In Sanskrit, the word Bhastrika means “bellows” (to emit a loud deep sound). Therefore, bhastrika pranayama is also called “bellows breath” as air is drawn forcefully in and out of the lungs making this deep loud sound.
A blacksmith used a device called bellows to blow air into the furnace to increase the fire and temperature inside. Similarly, bhastrika pranayama increases the flow of air coming into the body and this produces more inner heat at both physical and subtle levels. Thus, increasing the inner fire of the mind and the body.
Mention in Scripture
The verses 59-67 in Hatha Pradipika are about Bhastrika Pranayama. Svātmārāma has lots of praises to give about this practice. He mentions the style of practicing Bhastrika step by step, but his style is one variation of the many ways in which Bhastrika is performed in the modern world.
Translation: “The Padma Âsana consists in crossing the feet and placing them on both the thighs; it is the destroyer of all sins. “
Translation: “Binding the PadmaÂsana and keeping the body straight, closing the mouth carefully, let the air be expelled through the nose.”
Translation: “It should be filled up to the lotus of the heart, by drawing it in with force, making noise and touching the throat, the chest and the head.”
Translation: “It should be expelled again and filled again and again as before, just as a pair of bellows of the blacksmith is worked.”
Translation: “In the same way, the air of the body should be moved intelligently, filling it through Sûrya [right-nostril] when fatigue is experienced.”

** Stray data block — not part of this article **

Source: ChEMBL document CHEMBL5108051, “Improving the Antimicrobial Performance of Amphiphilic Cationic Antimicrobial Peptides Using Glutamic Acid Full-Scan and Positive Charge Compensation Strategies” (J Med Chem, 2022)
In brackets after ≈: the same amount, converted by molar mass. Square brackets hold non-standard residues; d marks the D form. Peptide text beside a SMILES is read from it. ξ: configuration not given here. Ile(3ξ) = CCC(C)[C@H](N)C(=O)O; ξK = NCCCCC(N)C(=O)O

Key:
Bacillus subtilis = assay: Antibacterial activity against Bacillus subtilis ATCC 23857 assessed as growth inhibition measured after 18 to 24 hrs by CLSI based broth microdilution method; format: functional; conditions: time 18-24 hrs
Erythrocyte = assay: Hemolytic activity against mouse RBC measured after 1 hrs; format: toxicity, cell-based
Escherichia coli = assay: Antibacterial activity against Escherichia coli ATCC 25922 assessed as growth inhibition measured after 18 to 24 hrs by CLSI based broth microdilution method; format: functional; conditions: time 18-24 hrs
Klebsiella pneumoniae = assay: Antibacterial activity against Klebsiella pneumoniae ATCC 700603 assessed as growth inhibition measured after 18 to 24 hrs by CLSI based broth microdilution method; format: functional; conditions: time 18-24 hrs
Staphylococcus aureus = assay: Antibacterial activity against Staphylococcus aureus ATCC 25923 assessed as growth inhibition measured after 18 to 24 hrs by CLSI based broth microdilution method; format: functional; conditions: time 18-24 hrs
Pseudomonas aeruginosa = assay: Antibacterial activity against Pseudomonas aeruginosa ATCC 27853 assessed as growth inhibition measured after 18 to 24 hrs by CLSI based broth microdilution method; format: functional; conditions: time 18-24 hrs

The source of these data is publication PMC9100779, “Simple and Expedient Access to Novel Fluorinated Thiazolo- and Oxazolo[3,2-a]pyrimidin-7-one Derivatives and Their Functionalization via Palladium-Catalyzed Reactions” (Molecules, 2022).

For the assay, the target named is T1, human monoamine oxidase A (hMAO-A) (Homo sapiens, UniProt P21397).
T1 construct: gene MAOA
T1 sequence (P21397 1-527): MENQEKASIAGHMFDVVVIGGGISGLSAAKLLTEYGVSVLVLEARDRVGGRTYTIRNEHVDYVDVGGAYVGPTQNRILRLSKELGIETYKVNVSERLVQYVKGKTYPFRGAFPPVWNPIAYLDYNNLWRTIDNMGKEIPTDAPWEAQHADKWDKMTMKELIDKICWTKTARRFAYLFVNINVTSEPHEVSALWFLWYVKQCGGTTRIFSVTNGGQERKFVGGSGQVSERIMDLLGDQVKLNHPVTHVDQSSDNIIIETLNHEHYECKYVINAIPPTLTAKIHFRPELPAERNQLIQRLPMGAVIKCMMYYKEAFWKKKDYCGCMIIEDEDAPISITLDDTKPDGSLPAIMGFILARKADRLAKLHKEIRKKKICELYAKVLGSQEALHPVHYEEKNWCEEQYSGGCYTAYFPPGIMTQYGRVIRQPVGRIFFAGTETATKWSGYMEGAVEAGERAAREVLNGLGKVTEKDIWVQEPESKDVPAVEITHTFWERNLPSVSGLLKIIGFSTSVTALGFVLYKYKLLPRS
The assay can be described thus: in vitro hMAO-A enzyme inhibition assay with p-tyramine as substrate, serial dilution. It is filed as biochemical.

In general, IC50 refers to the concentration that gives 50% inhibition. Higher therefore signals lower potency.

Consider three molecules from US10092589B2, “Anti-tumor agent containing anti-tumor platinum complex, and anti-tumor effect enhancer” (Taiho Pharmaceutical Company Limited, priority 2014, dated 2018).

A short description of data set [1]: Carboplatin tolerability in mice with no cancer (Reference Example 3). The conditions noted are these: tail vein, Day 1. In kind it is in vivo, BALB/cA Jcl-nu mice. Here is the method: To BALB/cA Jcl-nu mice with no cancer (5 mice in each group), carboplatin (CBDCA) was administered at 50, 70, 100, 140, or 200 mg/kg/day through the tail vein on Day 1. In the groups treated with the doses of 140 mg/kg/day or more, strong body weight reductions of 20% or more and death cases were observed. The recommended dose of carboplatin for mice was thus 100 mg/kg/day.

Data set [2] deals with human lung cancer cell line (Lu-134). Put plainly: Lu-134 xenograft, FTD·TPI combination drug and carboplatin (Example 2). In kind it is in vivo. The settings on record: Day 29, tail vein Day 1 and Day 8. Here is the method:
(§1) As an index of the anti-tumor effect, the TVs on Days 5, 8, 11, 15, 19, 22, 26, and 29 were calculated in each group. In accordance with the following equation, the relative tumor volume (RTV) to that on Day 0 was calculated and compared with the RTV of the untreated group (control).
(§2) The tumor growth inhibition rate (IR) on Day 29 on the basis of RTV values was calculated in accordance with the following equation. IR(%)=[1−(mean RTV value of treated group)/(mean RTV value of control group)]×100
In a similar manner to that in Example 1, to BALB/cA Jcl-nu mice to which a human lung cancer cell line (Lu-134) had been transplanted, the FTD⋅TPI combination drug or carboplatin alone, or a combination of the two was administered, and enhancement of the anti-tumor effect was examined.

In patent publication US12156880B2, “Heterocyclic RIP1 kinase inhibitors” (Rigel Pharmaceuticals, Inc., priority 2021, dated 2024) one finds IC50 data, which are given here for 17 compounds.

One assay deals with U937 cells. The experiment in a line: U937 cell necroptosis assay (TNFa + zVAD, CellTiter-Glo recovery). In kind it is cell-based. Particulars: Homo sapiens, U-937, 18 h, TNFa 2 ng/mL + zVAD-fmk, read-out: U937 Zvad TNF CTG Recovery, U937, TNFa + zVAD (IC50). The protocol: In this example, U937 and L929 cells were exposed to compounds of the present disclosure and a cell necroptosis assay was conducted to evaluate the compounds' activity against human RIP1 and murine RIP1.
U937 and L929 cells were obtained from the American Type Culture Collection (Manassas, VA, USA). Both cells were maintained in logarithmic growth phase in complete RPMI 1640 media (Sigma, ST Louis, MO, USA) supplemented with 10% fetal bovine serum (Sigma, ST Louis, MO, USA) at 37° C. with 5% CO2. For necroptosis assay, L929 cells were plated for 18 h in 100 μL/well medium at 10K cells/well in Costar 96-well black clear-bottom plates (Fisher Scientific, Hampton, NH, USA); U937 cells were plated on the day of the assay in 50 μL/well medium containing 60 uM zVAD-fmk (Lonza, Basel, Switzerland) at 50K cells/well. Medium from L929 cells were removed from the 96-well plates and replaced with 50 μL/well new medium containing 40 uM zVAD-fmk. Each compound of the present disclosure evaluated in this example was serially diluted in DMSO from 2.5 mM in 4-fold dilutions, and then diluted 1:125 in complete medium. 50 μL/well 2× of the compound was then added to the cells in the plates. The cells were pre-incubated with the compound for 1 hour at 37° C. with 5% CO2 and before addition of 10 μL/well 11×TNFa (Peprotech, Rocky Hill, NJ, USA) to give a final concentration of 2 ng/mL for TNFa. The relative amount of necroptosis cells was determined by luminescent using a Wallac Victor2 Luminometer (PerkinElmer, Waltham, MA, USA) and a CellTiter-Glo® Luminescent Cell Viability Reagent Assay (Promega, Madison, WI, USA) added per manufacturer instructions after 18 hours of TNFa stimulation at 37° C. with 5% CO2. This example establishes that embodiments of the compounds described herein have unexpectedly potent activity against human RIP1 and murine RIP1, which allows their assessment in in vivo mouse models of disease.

Translation: “The air should be drawn in through the right nostril by pressing the thumb against the left side of the nose, so as to close the left nostril; and when filled to the full, it should be closed with the fourth finger (the one next to the little finger) and kept confined.”
Translation: “Having confined it properly, it should be expelled through the Idâ (left nostril). This destroys Vâta, pitta (bile) and phlegm and increases the digestive power (the gastric fire).”
Translation: “It quickly awakens the Kundalinî, purifies the system, gives pleasure, and is beneficial. It destroys phlegm and the impurities accumulated at the entrance of the Brahma Nâdî.”
Translation: “This Bhastrikâ should be performed plentifully, for it breaks the three knots: Brahma granthi (in the chest), Visnu granthi (in the throat), and Rudra granthi (between the eyebrows) of the body.”
- This pranayama helps in clearing toxins and removes the doshas of kapha, pita and vata.
- There is increase in exchange of oxygen and carbon dioxide to and from the bloodstream. This helps in clearing out toxins from the blood stream.
- It increases the metabolism and produces heat. Thus, helps in fat loss.
- The fast and rhythmic movements of the diaphragm help in massaging and stimulating the organs of the digestive system. Thus, helps in strengthening them.
- It reduces the level of carbon dioxide in the lungs. Thus, it is useful for people suffering from lung problems like asthma.
- It reduces the inflammation produced in the throat.
- It helps in clearing out accumulation of phlegm and congestion.
- It strengthens and balances the nervous system.
- It helps in bringing peace and calmness to the mind.
- It helps in increasing one-pointedness of the mind and helps in preparing for meditation. Thus, before practicing meditation one can calm the mind with this pranayama.
- It helps in awakening Kundalini energy.
- It helps in clearing out blockages in the nadis.
- It helps in alleviating diabetes by increasing insulin production.
In the next post, we will learn the different types of Bhastrika Pranayama. Covering both the beginner and advanced variations of this practice.
- (All Translations are by Pancham Sinh) Book: Hatha Yoga Pradipika Translated by Pancham Sinh
- Book: Hatha Yoga – The report of a personal experience, by Theos Bernard
- Book: The science Of Pranayama by Sri Sivananda
- Research Paper: “Changes in Lung Function Measures Following Bhastrika Pranayama (Bellows Breath) and Running in Healthy Individuals.” [link]